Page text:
Cheapskates like to decorate for the holidays just like everybody else. But the holidays come so close together at the beginning of the year. There's Valentine's Day, St. Patrick's Day and now Easter, followed in short order by Cinco de Mayo. The cost of decorating for each can be a real budget buster.
Here are some tips for getting your money's worth out of Easter decorations:
Think multitasking for Easter baskets and straw: Shy away from buying Easter baskets and colored straw that scream "For Easter Only!" Instead, consider buying plain wicker baskets that can be tricked out with colorful strips of ribbon and other decorations and used for multiple holidays. You can fill such baskets with pine boughs and cones at Christmastime, gourds and fall leaves at Thanksgiving, and rose petal potpourri for Valentine's Day. Also, select neutral colored Easter straw so that it can be used for multiple holidays. Maybe a little Easter straw could accent the Christmas nativity scene or you could use it in gift bags and baskets.
Create a tabletop tree for every occasion: Here's a great "creative repurposing" tip that came out of the Savings Challenge group a while back: An inexpensive "tomato cage" (a wire, cone-shaped device used for staking up tomato plants — commonly available at garden stores) makes a perfect form for a tabletop holiday tree. Wrap it with seasonal roping or ribbon and decorate for the holiday at hand — pine roping and Christmas ornaments for the yuletide season; pastel ribbons and colorful plastic eggs for Easter; and red, white and blue crepe paper studded with miniature U.S. flags for the Fourth of July. A wire wreath form is also a smart decorating investment, since wreaths can be similarly decorated for any holiday.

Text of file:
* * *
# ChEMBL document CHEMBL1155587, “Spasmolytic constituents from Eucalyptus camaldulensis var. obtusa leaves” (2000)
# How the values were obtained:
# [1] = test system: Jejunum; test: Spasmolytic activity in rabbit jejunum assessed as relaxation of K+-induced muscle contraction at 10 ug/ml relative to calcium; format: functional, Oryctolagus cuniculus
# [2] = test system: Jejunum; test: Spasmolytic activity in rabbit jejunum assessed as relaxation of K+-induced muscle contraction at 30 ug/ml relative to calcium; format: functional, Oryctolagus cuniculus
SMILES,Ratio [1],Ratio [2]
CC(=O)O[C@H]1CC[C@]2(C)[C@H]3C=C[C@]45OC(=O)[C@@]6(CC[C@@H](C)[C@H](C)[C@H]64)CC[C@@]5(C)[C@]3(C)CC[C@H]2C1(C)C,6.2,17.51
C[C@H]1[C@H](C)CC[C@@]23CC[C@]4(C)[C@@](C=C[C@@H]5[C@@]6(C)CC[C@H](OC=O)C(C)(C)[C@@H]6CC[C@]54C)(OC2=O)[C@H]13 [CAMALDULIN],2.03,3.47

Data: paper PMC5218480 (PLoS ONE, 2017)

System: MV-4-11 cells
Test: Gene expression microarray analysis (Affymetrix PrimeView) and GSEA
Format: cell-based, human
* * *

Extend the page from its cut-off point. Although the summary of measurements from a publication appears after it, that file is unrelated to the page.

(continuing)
Make an egg-shaped piñata: With Easter and Cinco de Mayo so close together this year, try making a colorful egg-shaped piñata that can be enjoyed as an Easter decoration and then broken open at a festive party to celebrate the popular Mexican holiday 11 days later. Piñatas are fun and inexpensive to make. Just inflate a large egg-shaped balloon and cover it with several layers of papier-mâché (newspaper strips applied with a paste that is made by heating one part flour to two parts water on the stove for about five minutes, whisking it constantly until it begins to thicken). Allow the "egg" to dry for a couple days, until its surface is hard. Make a small incision in the piñata to fill it with candy and other treats, then seal the incision with masking tape. (Note: If you're really frugal, you might want to wait to fill your piñata until after Easter, when Easter candy goes on sale for half price!) Paint the piñata as you would a fanciful Easter egg and decorate it with Easter straw, crepe paper and other creative adornments. Display it as a centerpiece or hanging decoration for Easter, and then string it up and let your blindfolded guests take a whack at it during your Cinco de Mayo party.